It frustrated Woolard that, though UMC supplied people with tents and sleeping bags when the crisis began and said they would not clear the encampment as long as the stay-at-home order was in effect, she didn’t believe many of the details were thought through. She said it took strong advocacy from Mecklenburg County Commissioner Pat Cotham just to get hand-washing stations and portable toilets near the camps and other spots that our homeless neighbors frequent.
“There’s really no place for all these people to use the bathroom, wash their hands, to charge their phones, to do anything,” Woolard said, sounding exhausted. “The library’s closed, there’s nothing for them to do … They gave them the tents and sleeping bags, but nobody took into consideration the bugs. Nobody took into consideration the fact that it’s raining and they don’t need to be on the ground like that.”
Woolard and her team were able to pool together donations and find an apartment for one elderly couple living in a nearby encampment, but it’s clear that many more are in need.
“How hard would it have been for CMPD to do whatever we did, or for somebody from the county? Or Crisis [Assistance Ministry] or Urban [Ministry Center] that see these people every day to not be able to identify the most vulnerable outside of what we see here?” she asked, looking along The Wall. “But we were able to do that. It’s a shame. We shouldn’t have had to do it, but it’s our family and we’ll do whatever we can.”
In mid-March, Crisis Assistance Ministry announced they would help families already living in motels and in danger of becoming unsheltered, beginning with $200,000 to help 566 families in 32 area motels in the first wave of assistance.
According to Randall Hitt, chief engagement officer with the recently merged Urban Ministry Center and Men’s Shelter of Charlotte, the COVID-19 crisis hasn’t necessarily increased the number of homeless people, which was estimated to be at about 3,600 as of March 31, but “it’s like it’s lifted the covers” on an issue that has been steadily growing in recent years.
As of April 20, UMC and the Men’s Shelter had received a total of $243,462 from the CRF, and Hitt said the job was now to find the most effective way to put that to use. In March, UMC was able to find housing for 41 people, which includes people who had been living in the shelters. The outreach team has now begun working to identify people living on the street who have the most dire need for emergency housing, though efforts like that take time.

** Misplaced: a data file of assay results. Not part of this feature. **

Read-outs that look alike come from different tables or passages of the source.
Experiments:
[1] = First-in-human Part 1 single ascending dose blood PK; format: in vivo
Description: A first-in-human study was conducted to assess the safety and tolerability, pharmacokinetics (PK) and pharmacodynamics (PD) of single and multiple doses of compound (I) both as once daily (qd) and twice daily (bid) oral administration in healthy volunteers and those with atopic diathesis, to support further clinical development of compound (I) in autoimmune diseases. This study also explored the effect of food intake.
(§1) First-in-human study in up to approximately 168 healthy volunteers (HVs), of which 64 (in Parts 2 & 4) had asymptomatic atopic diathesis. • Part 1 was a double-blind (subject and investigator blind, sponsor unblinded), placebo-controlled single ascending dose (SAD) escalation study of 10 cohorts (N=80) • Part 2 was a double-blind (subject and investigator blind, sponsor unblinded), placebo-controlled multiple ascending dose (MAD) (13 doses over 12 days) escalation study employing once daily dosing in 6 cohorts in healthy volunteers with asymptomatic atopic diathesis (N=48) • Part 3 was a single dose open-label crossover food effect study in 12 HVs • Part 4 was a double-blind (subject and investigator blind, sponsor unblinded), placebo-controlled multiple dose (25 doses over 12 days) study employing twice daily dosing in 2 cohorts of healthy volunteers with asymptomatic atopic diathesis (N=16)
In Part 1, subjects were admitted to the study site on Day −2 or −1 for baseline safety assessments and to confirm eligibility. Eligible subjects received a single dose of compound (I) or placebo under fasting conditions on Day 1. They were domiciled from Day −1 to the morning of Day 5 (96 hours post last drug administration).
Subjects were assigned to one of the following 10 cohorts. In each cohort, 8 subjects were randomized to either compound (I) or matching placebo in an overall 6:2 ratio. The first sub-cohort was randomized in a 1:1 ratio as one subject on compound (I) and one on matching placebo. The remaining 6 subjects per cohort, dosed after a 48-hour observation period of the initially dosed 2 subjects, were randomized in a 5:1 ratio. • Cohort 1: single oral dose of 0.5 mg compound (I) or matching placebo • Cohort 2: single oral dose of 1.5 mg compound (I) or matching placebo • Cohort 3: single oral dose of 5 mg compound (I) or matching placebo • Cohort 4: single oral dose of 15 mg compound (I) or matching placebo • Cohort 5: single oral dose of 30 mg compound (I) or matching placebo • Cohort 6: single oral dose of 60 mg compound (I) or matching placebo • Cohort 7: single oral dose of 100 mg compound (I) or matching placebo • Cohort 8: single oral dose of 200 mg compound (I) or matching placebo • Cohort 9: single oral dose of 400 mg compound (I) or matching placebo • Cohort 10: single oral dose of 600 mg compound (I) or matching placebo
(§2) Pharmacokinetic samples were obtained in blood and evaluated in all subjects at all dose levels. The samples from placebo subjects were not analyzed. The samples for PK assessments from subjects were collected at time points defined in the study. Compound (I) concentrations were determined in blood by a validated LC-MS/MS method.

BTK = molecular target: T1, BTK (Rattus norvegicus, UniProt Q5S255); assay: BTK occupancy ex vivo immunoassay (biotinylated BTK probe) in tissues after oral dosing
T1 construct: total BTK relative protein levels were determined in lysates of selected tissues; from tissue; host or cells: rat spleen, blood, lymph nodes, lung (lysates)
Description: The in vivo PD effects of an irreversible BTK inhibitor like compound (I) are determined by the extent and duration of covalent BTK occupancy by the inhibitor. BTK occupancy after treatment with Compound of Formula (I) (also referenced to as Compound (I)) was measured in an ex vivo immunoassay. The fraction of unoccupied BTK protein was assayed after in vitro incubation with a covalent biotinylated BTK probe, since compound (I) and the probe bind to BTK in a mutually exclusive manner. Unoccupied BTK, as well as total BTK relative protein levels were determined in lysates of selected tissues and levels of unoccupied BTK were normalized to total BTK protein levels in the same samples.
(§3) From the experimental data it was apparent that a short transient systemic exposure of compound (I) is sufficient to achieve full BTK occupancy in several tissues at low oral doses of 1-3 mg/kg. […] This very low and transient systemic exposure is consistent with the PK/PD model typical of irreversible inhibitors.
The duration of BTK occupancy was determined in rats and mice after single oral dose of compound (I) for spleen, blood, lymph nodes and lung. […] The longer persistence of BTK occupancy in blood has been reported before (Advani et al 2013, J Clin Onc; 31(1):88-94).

As of April 18, Hitt said, UMC was able to find housing for two people who had been on the streets.
“There have been additional funds that have been put forth for us to try to come up with rapid responses or housing solutions because there’s some funding for that,” Hitt said. “But it’s tough because there’s a systematic community-wide response that some people are looking for and then you have what’s happening on the ground and how do you help individuals one at a time?”
Karam said the day-to-day demands of Block Love’s grassroots work can feel overwhelming, but it’s important to remain committed to the folks she considers her family on Phifer Avenue, as all too often they’re either ignored or lied to.
“It’s heartbreaking and it can take a toll on you, but I just keep coming and doing what I can do to help,” she said. “I’ll help you with your shoes, show you love, show you concern. That’s what most people want at the end of the day: They want to feel like they matter, and like somebody cares, and really and truly when you get down to it, that’s what we’re about at Block Love Charlotte. We love you, we care for you, and if we tell you we’re going to be here, we’re going to be here.”
As for Tony, he’ll continue to go to work by day and help Nancy by night, all the while holding tight to a certain vision he shared with Queen City Nerve during our conversation: him and Nancy living in a two-bedroom house with a yard and a dog. Until then, survival is his top priority.
“I won’t say I’m not scared because I am,” Tony said. “But that’s a fear that I have to fight, so I have to be a warrior.”[UPDATE: On Wednesday, April 22, we went back to the camp on North College Street to see how things were progressing and learned that Tony and Nancy had been moved into an apartment on the previous day. We are working now to find out where they’re living so we can speak to them for a follow-up.]
Did you enjoy this story? Consider signing up for a paid subscription and get Queen City Nerve delivered directly to your home. Use the code shelter for 5% off your subscription, forever.